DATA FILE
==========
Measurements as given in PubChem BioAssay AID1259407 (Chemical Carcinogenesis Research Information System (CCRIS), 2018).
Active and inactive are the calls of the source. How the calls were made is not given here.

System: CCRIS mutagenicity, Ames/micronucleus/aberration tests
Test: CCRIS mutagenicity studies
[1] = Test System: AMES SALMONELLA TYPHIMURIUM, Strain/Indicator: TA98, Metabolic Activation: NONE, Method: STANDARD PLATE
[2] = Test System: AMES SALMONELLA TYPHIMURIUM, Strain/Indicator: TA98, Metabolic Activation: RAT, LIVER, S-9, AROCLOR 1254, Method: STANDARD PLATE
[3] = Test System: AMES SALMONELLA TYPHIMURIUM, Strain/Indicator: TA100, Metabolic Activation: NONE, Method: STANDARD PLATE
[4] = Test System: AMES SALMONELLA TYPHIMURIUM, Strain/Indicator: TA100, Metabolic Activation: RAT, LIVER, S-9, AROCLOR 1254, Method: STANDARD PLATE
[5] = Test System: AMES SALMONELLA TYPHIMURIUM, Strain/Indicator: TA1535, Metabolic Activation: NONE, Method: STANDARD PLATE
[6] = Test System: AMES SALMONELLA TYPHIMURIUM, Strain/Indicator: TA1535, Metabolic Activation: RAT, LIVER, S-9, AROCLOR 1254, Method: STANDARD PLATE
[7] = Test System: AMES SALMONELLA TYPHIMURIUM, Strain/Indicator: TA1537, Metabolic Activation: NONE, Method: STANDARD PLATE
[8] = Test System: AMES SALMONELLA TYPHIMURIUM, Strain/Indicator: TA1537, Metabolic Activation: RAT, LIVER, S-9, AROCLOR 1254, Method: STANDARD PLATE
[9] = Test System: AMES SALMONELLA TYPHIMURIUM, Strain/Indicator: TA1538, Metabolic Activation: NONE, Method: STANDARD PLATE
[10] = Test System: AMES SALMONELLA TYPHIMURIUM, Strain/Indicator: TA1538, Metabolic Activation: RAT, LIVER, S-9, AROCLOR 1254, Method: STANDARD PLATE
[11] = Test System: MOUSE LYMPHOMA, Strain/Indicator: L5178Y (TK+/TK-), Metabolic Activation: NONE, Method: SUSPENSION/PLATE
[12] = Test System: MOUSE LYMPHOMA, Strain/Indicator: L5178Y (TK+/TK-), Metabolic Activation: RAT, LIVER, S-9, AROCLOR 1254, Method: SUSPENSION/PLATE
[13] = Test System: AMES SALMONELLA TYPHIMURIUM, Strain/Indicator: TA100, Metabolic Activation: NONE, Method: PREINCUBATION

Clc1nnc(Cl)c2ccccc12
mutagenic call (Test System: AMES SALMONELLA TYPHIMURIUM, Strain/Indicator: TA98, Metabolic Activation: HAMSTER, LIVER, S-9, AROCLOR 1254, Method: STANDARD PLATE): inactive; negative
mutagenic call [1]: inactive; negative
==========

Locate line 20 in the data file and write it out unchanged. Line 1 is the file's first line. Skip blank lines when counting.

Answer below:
mutagenic call [1]: inactive; negative